1911 Encyclopædia Britannica/Audrehem, Arnoul d'

From Wikisource
Jump to navigation Jump to search

AUDREHEM, ARNOUL D’ (c. 1305–1370), French soldier, was born at Audrehem, in the present department of Pas de Calais, near St Omer. Nothing is known of his career before 1332, when he is heard of at the court of the king of France. Between 1335 and 1342 he went three times to Scotland to aid King David Bruce in his wars. In 1342 he became captain for the king of France in Brittany; then he seems to have served in the household of the duke of Normandy, and in 1346, as one of the main defenders of Calais, was taken as a prisoner to England by Edward III. From 1349 he holds an important place in the military history of France, first as captain in Angoulême, and from June 1351, in succession to the lord of Beaujeu, as marshal of France. In March 1352 he was appointed lieutenant for the king in the territory between the Loire and the Dordogne, in June 1353 in Normandy, and in 1355 in Artois, Picardy and the Boulonnais. It was Audrehem who arrested Charles the Bad, king of Navarre, and his partisans, at the banquet given by the dauphin at Rouen in 1356. At Poitiers he was one of those who advised King John to attack the English, and, charging in the front line of the French army, was slightly wounded and taken prisoner. From England he was several times given safe-conducts to France, and he took an active part in the negotiations for the treaty of Bretigny, recovering his liberty the same time as King John. In 1361, as the king’s lieutenant in Languedoc, he prevented the free companies from seizing the castles, and negotiated the treaty with their chiefs under which they followed Henry, count of Trastamara (later Henry II. of Castile), into Spain. In 1365 he himself joined du Guesclin in the expedition to Spain, was taken prisoner with him by the Black Prince at the battle of Najera (1367), and was unable to pay his ransom until 1369. In 1368, on account of his age, he was relieved of the office of marshal, being appointed bearer of the oriflamme, with a pension of 2000 livres. He was sent to Spain in 1370 by Charles V., to urge his friend du Guesclin to return to France, and in spite of his age he took part in the battle of Pontvallain (December 1370), but fell ill and died, probably at Saumur, in the latter part of December 1370.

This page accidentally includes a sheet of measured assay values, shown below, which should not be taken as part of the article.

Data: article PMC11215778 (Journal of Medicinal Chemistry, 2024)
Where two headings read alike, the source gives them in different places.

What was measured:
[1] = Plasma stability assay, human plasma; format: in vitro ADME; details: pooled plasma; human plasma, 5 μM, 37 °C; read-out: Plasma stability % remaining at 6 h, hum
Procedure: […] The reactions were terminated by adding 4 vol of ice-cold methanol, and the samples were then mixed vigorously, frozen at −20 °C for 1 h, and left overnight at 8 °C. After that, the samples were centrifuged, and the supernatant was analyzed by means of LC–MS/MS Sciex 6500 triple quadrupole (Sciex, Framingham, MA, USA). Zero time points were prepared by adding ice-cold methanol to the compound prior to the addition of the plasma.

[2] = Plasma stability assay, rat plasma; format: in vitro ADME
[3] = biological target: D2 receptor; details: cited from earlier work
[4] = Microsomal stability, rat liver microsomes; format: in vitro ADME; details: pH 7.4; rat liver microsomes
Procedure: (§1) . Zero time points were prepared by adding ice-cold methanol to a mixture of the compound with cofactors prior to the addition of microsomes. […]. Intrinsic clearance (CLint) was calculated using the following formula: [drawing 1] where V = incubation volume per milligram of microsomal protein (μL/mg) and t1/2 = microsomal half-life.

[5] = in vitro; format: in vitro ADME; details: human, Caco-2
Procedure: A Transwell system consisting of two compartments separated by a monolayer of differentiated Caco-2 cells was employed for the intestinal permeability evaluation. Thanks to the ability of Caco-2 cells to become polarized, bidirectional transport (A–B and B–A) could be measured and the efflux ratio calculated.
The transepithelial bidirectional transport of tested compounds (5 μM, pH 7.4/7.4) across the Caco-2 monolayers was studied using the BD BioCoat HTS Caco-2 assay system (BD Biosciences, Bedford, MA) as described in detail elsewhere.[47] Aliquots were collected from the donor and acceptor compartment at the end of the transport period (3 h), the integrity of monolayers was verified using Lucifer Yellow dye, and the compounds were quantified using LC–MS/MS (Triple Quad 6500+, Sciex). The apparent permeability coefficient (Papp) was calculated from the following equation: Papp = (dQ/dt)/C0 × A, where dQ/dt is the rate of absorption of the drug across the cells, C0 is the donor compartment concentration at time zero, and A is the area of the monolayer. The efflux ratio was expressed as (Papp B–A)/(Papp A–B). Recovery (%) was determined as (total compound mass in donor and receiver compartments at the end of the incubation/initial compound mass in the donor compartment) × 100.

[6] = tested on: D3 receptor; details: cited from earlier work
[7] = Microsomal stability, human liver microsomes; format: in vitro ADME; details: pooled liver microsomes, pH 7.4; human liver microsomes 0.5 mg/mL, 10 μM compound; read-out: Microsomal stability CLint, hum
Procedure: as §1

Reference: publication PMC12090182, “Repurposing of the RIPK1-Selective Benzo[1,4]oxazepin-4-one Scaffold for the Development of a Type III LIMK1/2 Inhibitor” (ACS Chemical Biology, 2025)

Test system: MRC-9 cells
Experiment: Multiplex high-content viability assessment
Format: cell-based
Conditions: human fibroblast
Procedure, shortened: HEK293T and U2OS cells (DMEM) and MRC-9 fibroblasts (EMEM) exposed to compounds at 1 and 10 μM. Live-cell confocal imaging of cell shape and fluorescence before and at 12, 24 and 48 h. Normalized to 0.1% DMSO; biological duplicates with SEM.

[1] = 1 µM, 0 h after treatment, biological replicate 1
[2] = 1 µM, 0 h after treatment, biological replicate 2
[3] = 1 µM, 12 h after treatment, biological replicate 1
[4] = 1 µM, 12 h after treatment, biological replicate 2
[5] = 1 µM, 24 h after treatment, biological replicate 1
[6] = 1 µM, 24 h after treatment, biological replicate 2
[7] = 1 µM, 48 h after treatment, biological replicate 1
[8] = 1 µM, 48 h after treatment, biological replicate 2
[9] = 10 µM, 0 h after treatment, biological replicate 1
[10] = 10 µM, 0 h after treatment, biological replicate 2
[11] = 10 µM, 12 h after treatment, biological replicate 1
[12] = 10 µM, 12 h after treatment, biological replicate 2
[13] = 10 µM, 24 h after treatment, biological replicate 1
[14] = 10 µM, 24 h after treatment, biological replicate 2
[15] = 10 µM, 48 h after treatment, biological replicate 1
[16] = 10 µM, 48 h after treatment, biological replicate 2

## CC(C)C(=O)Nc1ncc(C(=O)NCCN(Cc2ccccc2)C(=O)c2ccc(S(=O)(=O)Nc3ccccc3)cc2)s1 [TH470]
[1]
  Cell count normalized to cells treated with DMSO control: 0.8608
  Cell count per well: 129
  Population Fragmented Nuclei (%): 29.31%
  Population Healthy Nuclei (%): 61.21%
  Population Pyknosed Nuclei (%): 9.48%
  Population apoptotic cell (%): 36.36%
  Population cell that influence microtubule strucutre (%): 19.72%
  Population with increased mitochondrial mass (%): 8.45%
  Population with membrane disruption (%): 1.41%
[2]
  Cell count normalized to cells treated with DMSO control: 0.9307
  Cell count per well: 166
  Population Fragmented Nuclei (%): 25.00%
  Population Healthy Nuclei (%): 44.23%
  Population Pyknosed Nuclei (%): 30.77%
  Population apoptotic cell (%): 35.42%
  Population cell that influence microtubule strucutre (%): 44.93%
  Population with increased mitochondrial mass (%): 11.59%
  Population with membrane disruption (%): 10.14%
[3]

See Émile Molinier, “Étude sur la vie d’Arnoul d’Audrehem, maréchal de France,” in Mémoires présentés par divers savants à l’académie des inscriptions et belles-lettres, 2e série, iv. (1883).